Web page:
All games are produced and assembled in the USA.
The campaign game setup allows for some variation in the American deployment. The British deployment is fixed. This allows the American player flexibility in planning his initial Delaware River crossings and strategy for attacking the starting British positions.
American setup: Right off, the American player must decide where to place his Durham Boats. He has two choices (marked by the red “X” ); the hexside next to hex 1631 hoping to make his main crossing closer to Trenton, or the historical 1330 which is better for an initial attack on Princetown or Kingston. In this game, the American player places the Durham Boats in hex 1631 to support the crossing at Howell’s and Yardley’s ferry.
Washington, Sargent, Glover, Fermoy, St Clair, and Lord Stirling all start within one hex of Newtown. All of the leaders except Lord Stirling are placed in 1434 planning to move to 1631 and cross the river at Howell’s and Yardley’s ferry with the assistance of the Durham Boats (Red arrow). Lord Stirling is placed in 1334 planning to move to 1330 and cross the river at Johnson’s and Mconkey’s ferry (Red arrow).
Setting up to cross the Delaware River in several locations is a good plan to reduce the risk of poor river crossing die rolls. Sullivan and Greene (who start anywhere in Pennsylvania) are placed in 1332 and 1633 respectively, which is within Washington’s command range and within range of all the American leaders around Newtown including Stephen and Mercer located next to the river in 1330 and 1631. This will allow Washington to activate the entire group which saves activation points and allows all the leaders to move using Washington’s Leader Rating.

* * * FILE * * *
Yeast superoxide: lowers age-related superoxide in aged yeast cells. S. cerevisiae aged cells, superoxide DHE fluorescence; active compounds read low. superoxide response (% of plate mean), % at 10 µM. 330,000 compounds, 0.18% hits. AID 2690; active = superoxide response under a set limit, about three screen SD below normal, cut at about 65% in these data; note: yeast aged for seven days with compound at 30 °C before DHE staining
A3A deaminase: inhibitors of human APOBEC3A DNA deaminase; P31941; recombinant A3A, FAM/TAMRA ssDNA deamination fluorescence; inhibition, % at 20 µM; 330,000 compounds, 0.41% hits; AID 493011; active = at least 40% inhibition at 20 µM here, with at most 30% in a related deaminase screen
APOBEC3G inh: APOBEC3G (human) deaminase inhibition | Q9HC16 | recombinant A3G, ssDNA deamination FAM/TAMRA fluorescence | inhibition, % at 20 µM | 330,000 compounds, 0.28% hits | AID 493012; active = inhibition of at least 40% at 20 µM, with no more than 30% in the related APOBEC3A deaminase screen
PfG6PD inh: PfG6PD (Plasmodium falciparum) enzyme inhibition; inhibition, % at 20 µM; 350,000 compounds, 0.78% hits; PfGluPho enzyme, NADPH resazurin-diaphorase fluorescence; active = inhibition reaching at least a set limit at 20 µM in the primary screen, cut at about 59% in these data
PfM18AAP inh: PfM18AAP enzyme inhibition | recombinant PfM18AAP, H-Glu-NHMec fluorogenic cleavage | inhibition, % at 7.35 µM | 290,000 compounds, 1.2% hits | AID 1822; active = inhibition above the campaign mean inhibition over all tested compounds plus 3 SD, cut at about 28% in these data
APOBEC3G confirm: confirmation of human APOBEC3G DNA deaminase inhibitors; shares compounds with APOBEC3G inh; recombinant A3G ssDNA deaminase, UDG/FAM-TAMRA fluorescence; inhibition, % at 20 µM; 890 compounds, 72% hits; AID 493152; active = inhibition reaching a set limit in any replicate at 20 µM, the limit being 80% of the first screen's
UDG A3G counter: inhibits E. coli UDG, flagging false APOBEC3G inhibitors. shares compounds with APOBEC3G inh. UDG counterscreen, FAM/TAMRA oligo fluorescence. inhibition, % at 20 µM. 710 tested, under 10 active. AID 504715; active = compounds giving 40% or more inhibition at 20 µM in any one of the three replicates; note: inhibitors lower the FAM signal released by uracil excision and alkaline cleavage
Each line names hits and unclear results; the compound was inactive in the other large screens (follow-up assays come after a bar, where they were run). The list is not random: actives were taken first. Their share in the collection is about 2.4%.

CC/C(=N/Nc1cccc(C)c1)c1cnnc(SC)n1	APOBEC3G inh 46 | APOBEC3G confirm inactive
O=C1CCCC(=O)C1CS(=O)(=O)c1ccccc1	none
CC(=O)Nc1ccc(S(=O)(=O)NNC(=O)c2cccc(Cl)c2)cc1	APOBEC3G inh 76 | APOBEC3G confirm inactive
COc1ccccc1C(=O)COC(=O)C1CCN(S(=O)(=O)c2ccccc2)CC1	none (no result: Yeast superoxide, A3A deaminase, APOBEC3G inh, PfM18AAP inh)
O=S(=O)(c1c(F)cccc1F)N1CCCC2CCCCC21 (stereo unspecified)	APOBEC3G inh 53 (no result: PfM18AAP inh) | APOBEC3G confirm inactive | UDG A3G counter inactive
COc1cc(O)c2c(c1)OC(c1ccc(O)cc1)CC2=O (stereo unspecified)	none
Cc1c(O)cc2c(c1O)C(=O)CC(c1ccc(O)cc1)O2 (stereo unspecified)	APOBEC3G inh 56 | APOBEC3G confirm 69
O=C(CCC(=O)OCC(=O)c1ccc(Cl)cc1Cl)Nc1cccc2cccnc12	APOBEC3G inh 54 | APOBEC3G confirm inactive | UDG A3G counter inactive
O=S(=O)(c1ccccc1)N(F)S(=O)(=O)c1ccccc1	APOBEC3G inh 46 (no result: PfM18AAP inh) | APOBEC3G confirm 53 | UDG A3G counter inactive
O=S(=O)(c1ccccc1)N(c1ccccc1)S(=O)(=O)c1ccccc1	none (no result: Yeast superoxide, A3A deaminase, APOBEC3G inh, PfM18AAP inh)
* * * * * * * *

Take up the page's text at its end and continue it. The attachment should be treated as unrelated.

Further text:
The American player has 3 turns, 2 night and 1 day turn, before the British player moves. This gives the American player the potential to cover quite a bit of distance to setup attacks. The potential targets to attack are; Rall at Trenton, Leslie at Princetown, Light Infantry at Kingston, Hessian Detachment 2 at Bordentown, vonDonop at Mt. Holly, and Hessian Detachment 1 in the marsh near Bordentown.
The American player has the strength to attack multiple locations in the first day turn and should attack Trenton and one or two other locations if possible. The main problems are the weather and its potential to negatively affect crossing the Delaware River. The American plan must remain flexible as it is great to plan to cross the river at Burlington with Cadwalader’ force and march on Bordentown to attack vonDonop but if the weather is bad and the crossing die roll is poor the plan needs to be adjusted. Historically Cadwalader only got 700 men across and no artillery on the first day and decided to call off his crossing and his part in the Trenton attack. He rested his men and crossed a day later which led to the Princeton campaign when Washington decided to follow up Cadwalader’s successful crossing.
Finally if you decide to attack Princetown or Kingston you will cross the orange line across the map which triggers accelerated British reinforcements and you better have a plan to follow up your initial attacks with an aggressive move to the north to take the main British towns or kill a lot of British troops. I do not recommend this strategy for new players but for an experienced player it is a viable option and a lot of fun.
In this game, the American player is planning to attack Trenton with a surrounding attack from Washington’s force and to assault Bordentown with Cadwalader’s force.
The British player has no initial strategy. He must wait and see where the Americans move and how they attack before he can make a plan.